The Dodgers had an impressive security plan in place the day Bryan Stow was beaten outside the stadium and there is no evidence the organization could have prevented the attack, a sports facility and event management consultant testified Thursday.
Bill Squires, who was once the vice president and general manager for Giants Stadium in New Jersey, said that he pored over "boxes upon boxes" of evidence and concluded that the Dodgers acted reasonably at the opening day game. He commended the organization for its training practices and security manual and said he was impressed by the number of personnel hired for March 31, 2011.
"In my opinion, there's only one way to have a safe event," Squires said.
"And how's that?" Dodgers attorney Dana Fox asked.
"That's nobody goes to the game."
Squires' testimony in the ongoing civil trial, in which the Dodgers and former owner Frank McCourt are accused of creating an environment that led to the attack on Stow, countered that of an expert called to the stand last week by Stow's attorneys.
Gil Fried, a professor in the management of sports industries program at the University of New Haven in Connecticut, said that Stow more than likely would have avoided the attack in a Dodger Stadium parking lot if the organization had employed more security and followed its policies and procedures.
During cross-examination that day, Fox picked apart Fried's resume and pointed out that he had never had any hands-on involvement in the day-to-day operations of a sports complex, likening his expertise to that of an "armchair quarterback."
On Thursday, the attorney spent nearly 45 minutes asking Squires about his credentials, which include director of stadium operations at Yankee Stadium, stadium manager for Cleveland Browns Stadium and general manager for Disney's Wide World of Sports.
Fried himself had asked Squires to lecture to his students and contribute to his textbook, "Managing Sport Facilities."
The Dodgers, Squires said, had put a lot of detail into its security training manual and demanded many training hours from its staff, including full-scale training during the All-Star break. He also said the organization's fan code of conduct, which encourages visitors to call or text a hotline number with complaints, was implemented because stadiums look for spectators' input.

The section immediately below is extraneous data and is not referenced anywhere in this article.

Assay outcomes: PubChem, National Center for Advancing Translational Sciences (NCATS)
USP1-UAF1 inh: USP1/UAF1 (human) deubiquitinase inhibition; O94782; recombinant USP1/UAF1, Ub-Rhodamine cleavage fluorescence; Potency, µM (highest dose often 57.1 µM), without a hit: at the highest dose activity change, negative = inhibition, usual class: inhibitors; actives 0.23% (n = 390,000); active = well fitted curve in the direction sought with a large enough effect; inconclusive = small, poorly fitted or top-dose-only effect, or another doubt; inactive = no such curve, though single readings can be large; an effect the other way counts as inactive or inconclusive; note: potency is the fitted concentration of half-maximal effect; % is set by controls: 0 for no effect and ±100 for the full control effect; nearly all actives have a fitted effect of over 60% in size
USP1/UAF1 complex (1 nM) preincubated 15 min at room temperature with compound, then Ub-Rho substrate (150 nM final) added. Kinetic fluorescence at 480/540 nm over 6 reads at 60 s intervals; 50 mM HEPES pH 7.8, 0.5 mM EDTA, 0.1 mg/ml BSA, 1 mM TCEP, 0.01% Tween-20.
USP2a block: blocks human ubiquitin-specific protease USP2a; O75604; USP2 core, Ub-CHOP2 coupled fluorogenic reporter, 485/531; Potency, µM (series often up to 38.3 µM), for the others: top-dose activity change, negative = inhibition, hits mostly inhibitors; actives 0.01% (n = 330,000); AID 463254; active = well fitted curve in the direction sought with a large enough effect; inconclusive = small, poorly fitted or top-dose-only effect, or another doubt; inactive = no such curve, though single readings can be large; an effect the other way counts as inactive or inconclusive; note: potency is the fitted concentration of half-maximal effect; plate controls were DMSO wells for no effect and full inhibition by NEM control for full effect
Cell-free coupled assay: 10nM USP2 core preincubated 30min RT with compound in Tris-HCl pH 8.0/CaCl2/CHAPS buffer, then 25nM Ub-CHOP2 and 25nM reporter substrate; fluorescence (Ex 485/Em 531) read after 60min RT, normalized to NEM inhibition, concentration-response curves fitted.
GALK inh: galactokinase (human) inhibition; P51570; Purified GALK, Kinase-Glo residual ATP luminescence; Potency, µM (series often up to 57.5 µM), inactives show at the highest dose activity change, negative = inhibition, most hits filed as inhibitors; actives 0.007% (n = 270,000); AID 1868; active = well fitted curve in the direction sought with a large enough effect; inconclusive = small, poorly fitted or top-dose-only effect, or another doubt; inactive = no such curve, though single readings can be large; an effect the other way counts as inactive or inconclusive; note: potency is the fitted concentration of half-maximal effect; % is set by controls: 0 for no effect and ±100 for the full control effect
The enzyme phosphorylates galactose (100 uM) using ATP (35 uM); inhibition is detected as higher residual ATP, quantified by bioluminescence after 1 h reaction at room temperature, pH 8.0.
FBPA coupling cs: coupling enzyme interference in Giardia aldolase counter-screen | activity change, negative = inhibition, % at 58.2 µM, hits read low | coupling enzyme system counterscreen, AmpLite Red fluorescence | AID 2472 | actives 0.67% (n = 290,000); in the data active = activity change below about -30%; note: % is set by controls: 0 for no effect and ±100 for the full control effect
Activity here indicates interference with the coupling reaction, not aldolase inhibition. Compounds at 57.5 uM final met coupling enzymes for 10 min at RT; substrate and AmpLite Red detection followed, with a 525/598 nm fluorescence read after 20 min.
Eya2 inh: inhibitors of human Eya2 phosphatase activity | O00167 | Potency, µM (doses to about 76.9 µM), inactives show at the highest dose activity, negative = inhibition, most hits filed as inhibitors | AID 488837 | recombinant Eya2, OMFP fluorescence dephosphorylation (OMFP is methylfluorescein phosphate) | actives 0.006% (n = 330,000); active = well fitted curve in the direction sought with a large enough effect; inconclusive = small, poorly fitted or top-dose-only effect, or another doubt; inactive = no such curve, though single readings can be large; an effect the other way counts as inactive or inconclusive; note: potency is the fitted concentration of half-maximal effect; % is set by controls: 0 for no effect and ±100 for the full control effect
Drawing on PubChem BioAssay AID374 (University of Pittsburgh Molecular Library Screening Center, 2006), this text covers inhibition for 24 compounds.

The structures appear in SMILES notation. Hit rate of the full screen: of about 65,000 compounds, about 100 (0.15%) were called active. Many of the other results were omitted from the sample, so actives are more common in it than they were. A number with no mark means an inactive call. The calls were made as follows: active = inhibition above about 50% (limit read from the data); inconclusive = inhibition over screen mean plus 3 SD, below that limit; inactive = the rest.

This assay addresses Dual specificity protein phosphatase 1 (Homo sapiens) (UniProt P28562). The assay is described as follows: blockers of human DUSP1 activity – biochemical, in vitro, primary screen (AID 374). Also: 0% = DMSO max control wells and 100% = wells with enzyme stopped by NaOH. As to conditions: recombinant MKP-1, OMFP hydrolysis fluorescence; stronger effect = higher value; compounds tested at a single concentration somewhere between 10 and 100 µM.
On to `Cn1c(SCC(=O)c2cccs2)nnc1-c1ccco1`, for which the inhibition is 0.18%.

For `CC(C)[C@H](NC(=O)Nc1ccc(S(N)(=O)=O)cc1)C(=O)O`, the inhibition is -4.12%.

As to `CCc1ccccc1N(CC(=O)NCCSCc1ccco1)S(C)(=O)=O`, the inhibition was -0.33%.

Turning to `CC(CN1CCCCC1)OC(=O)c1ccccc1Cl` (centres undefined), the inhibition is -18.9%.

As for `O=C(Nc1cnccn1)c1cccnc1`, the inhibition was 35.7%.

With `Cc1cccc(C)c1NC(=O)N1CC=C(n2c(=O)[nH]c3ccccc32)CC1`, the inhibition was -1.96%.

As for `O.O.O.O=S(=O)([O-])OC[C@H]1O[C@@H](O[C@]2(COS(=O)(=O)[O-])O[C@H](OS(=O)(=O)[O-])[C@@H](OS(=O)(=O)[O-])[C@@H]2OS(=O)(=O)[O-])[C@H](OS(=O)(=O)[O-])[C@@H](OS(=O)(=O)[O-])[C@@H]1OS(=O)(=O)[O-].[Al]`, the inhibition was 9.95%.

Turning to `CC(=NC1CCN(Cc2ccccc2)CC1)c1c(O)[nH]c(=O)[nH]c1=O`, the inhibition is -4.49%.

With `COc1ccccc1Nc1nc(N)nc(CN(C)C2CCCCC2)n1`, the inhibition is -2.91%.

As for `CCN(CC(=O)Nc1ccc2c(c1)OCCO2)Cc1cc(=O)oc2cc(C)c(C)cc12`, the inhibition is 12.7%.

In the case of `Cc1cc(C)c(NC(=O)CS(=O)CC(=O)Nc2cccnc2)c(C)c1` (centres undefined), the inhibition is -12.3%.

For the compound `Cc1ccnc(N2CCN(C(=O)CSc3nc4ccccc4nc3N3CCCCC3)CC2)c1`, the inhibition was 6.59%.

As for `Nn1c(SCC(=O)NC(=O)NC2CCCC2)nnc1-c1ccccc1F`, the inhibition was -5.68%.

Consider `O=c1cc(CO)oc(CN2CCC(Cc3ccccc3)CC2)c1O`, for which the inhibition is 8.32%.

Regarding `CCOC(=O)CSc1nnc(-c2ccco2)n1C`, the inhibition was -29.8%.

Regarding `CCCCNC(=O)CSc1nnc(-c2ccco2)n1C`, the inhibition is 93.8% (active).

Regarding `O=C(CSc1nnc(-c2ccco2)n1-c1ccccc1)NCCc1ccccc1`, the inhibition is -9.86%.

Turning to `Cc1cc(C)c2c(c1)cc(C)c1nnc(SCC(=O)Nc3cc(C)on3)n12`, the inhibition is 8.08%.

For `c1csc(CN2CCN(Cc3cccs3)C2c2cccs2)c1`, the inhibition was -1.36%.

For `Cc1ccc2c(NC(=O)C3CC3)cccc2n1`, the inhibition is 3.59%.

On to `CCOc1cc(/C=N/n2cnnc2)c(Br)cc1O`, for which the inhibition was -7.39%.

"It's the world we live in now," Squires said. "I have to refer to New York. You don't get on a subway, you don't get on a plane, you don't go into a bus station without seeing a sign that says, 'If you see something, say something.' And I think we've taken that to another level at sports facilities."
Witnesses have testified that one of Stow's attackers had been harassing fans during the game, although no one notified security.
Earlier testimony revealed that the two security guards assigned to Parking Lot 2, where Stow was beaten, were not in the area when the attack took place. Squires said that it was reasonable to expect the guards to have taken some time to get to their posts after the game.
A former Dodgers security guard testified earlier in the trial that he had been told during the pregame briefing that only half of the usual 300 security guards were on hand for opening day. Jerome Heavens said he had been ordered to steer clear of fights because the event was short-staffed, but was forced to protect himself from a hostile crowd.
"I felt that I wasn't safe," he testified. "This is the first security job that I had worked where there really wasn't any order to how things should be done as far as my safety, the protection of fans."
But the Dodgers' head of security, who testified last week but was called back to the stand Thursday, said the Dodgers had never employed 300 security personnel for a game, even during playoffs, and that a statement about fewer guards was not made to Heavens.
Earlier in the day, the jury toured Dodger Stadium, walking from the right field pavilion where Stow was sitting during the game over to the location where he was beaten, the Los Angeles County Superior Court judge presiding over the case told the Times.
Judge Victor E. Chavez said he made the arrangements after a juror asked to see the stadium up close. "I decided it would be a good idea," Chavez said. The stadium is so vast, he said, that he wanted the jurors to get an idea of its layout.
Chavez said he, the attorneys and the jurors rode a bus together from Stanley Mosk Courthouse. Counsel for both sides wrote out statements of facts they agreed could be made during the trip.